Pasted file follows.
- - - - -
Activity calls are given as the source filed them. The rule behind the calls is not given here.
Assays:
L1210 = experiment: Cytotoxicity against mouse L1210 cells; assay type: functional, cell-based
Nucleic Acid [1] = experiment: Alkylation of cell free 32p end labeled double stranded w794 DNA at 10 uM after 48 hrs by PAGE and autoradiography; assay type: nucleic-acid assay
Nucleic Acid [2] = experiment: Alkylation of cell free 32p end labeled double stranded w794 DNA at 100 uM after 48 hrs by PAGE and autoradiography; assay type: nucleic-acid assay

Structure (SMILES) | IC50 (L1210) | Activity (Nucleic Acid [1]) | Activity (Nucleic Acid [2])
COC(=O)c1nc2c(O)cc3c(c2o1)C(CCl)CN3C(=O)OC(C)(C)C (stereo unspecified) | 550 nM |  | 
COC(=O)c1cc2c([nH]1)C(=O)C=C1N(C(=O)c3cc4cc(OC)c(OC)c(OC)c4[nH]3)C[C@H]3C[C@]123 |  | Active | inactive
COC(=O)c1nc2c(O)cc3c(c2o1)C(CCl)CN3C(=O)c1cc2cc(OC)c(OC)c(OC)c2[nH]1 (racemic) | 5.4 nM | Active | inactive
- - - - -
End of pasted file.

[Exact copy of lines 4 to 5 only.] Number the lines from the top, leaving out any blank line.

Nucleic Acid [1] = experiment: Alkylation of cell free 32p end labeled double stranded w794 DNA at 10 uM after 48 hrs by PAGE and autoradiography; assay type: nucleic-acid assay
Nucleic Acid [2] = experiment: Alkylation of cell free 32p end labeled double stranded w794 DNA at 100 uM after 48 hrs by PAGE and autoradiography; assay type: nucleic-acid assay